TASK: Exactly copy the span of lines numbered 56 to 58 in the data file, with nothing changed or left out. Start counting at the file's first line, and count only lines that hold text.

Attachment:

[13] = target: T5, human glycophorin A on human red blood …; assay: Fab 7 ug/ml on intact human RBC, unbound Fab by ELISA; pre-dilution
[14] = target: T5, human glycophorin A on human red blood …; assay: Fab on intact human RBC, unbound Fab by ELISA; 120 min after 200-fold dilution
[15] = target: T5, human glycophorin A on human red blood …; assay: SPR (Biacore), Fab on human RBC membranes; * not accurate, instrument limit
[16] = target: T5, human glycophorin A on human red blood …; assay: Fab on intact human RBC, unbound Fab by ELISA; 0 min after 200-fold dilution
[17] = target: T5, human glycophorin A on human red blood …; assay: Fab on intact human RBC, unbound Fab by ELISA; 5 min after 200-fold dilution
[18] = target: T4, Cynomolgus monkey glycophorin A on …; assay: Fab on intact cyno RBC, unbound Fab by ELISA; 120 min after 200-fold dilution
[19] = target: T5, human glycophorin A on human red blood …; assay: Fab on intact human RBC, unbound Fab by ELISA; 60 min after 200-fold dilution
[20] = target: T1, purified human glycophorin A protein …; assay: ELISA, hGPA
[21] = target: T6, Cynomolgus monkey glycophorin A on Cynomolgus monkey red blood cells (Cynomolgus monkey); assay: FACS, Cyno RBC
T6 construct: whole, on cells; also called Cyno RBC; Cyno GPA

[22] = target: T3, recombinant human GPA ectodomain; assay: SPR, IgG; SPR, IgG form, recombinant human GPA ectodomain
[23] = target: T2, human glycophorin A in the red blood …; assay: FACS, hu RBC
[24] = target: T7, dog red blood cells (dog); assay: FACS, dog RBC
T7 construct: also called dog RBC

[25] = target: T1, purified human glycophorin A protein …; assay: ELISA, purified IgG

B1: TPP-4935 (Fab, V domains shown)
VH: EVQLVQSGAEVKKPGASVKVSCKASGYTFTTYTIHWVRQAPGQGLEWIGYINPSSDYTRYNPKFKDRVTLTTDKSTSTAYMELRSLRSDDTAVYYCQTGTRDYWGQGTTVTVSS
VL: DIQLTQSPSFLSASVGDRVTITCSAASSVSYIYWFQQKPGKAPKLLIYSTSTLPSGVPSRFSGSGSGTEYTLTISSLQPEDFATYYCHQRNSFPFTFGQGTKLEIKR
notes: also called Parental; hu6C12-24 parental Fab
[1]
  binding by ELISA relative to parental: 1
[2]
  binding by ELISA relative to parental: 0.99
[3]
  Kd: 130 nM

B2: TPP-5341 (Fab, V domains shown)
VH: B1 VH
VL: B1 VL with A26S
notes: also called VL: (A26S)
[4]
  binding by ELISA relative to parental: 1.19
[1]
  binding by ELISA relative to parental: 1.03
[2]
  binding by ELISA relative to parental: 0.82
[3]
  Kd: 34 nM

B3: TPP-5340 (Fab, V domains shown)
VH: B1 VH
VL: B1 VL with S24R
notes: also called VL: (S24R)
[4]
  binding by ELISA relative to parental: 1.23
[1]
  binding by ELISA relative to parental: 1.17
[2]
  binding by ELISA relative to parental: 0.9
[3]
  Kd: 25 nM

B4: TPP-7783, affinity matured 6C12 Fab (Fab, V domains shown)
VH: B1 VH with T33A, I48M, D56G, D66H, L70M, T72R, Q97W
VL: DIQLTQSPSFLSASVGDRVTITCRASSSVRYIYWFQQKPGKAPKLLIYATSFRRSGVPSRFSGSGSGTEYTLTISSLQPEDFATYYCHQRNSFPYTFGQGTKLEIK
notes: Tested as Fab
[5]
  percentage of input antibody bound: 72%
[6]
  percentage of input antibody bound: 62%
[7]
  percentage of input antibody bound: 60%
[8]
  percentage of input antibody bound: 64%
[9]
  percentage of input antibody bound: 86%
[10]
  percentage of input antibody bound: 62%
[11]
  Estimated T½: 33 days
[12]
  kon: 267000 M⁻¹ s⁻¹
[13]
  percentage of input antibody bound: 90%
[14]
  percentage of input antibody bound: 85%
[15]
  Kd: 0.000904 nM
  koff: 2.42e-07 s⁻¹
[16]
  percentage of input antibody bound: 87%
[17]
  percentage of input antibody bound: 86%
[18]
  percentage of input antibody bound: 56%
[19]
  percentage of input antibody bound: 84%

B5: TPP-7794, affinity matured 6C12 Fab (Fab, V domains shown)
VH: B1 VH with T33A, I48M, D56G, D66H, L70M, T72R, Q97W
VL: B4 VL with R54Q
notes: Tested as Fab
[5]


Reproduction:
[6]
  percentage of input antibody bound: 62%
[7]